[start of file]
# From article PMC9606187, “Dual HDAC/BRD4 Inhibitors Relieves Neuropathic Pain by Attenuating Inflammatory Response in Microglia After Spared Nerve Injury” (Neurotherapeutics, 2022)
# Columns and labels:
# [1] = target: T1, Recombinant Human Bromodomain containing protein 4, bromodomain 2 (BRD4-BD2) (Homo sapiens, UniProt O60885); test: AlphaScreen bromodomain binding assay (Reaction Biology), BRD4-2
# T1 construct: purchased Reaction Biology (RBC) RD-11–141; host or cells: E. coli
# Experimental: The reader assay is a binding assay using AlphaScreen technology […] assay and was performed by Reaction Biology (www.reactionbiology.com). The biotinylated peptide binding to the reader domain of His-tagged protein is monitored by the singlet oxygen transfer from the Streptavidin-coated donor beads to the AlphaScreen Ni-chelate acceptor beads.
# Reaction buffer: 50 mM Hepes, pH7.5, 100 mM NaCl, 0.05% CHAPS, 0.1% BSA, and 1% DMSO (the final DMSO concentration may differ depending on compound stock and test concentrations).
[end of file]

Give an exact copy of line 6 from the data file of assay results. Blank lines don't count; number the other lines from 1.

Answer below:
# Reaction buffer: 50 mM Hepes, pH7.5, 100 mM NaCl, 0.05% CHAPS, 0.1% BSA, and 1% DMSO (the final DMSO concentration may differ depending on compound stock and test concentrations).